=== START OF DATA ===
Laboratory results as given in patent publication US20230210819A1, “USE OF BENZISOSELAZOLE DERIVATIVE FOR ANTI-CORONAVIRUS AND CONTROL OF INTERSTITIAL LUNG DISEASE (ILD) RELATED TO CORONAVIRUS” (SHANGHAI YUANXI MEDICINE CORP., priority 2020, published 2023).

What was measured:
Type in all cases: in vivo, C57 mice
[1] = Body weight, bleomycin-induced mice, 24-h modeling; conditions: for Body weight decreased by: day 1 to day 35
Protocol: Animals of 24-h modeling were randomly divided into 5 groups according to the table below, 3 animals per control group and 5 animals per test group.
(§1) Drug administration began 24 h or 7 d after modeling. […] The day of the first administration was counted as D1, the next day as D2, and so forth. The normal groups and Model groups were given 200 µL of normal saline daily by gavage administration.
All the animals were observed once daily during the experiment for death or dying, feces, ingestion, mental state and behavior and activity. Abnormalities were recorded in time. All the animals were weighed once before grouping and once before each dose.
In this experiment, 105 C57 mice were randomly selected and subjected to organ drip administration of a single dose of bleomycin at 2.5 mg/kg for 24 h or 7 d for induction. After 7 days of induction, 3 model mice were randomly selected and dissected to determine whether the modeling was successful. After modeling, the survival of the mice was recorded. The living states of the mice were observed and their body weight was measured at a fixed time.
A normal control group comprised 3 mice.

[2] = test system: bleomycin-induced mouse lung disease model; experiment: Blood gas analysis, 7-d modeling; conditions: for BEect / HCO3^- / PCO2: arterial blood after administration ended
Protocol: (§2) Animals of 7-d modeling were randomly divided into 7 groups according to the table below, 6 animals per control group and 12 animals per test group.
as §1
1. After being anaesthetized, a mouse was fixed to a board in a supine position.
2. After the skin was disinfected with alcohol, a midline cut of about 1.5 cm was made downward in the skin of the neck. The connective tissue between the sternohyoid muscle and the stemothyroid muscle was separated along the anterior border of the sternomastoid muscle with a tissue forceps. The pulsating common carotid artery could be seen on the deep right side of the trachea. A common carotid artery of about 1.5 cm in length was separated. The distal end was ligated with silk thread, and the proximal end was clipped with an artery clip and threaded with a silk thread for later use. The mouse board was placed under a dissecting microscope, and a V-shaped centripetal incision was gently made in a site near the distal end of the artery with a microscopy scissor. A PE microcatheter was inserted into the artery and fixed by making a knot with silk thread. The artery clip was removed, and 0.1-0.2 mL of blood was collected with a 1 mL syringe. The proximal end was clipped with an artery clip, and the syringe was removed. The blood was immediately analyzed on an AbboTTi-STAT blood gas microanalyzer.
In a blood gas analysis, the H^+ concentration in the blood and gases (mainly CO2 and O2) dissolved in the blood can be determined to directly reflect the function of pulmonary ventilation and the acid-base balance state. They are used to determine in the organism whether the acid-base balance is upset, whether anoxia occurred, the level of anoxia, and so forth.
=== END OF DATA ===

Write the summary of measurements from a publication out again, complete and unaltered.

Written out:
Laboratory results as given in patent publication US20230210819A1, “USE OF BENZISOSELAZOLE DERIVATIVE FOR ANTI-CORONAVIRUS AND CONTROL OF INTERSTITIAL LUNG DISEASE (ILD) RELATED TO CORONAVIRUS” (SHANGHAI YUANXI MEDICINE CORP., priority 2020, published 2023).

What was measured:
Type in all cases: in vivo, C57 mice
[1] = Body weight, bleomycin-induced mice, 24-h modeling; conditions: for Body weight decreased by: day 1 to day 35
Protocol: Animals of 24-h modeling were randomly divided into 5 groups according to the table below, 3 animals per control group and 5 animals per test group.
(§1) Drug administration began 24 h or 7 d after modeling. […] The day of the first administration was counted as D1, the next day as D2, and so forth. The normal groups and Model groups were given 200 µL of normal saline daily by gavage administration.
All the animals were observed once daily during the experiment for death or dying, feces, ingestion, mental state and behavior and activity. Abnormalities were recorded in time. All the animals were weighed once before grouping and once before each dose.
In this experiment, 105 C57 mice were randomly selected and subjected to organ drip administration of a single dose of bleomycin at 2.5 mg/kg for 24 h or 7 d for induction. After 7 days of induction, 3 model mice were randomly selected and dissected to determine whether the modeling was successful. After modeling, the survival of the mice was recorded. The living states of the mice were observed and their body weight was measured at a fixed time.
A normal control group comprised 3 mice.

[2] = test system: bleomycin-induced mouse lung disease model; experiment: Blood gas analysis, 7-d modeling; conditions: for BEect / HCO3^- / PCO2: arterial blood after administration ended
Protocol: (§2) Animals of 7-d modeling were randomly divided into 7 groups according to the table below, 6 animals per control group and 12 animals per test group.
as §1
1. After being anaesthetized, a mouse was fixed to a board in a supine position.
2. After the skin was disinfected with alcohol, a midline cut of about 1.5 cm was made downward in the skin of the neck. The connective tissue between the sternohyoid muscle and the stemothyroid muscle was separated along the anterior border of the sternomastoid muscle with a tissue forceps. The pulsating common carotid artery could be seen on the deep right side of the trachea. A common carotid artery of about 1.5 cm in length was separated. The distal end was ligated with silk thread, and the proximal end was clipped with an artery clip and threaded with a silk thread for later use. The mouse board was placed under a dissecting microscope, and a V-shaped centripetal incision was gently made in a site near the distal end of the artery with a microscopy scissor. A PE microcatheter was inserted into the artery and fixed by making a knot with silk thread. The artery clip was removed, and 0.1-0.2 mL of blood was collected with a 1 mL syringe. The proximal end was clipped with an artery clip, and the syringe was removed. The blood was immediately analyzed on an AbboTTi-STAT blood gas microanalyzer.
In a blood gas analysis, the H^+ concentration in the blood and gases (mainly CO2 and O2) dissolved in the blood can be determined to directly reflect the function of pulmonary ventilation and the acid-base balance state. They are used to determine in the organism whether the acid-base balance is upset, whether anoxia occurred, the level of anoxia, and so forth.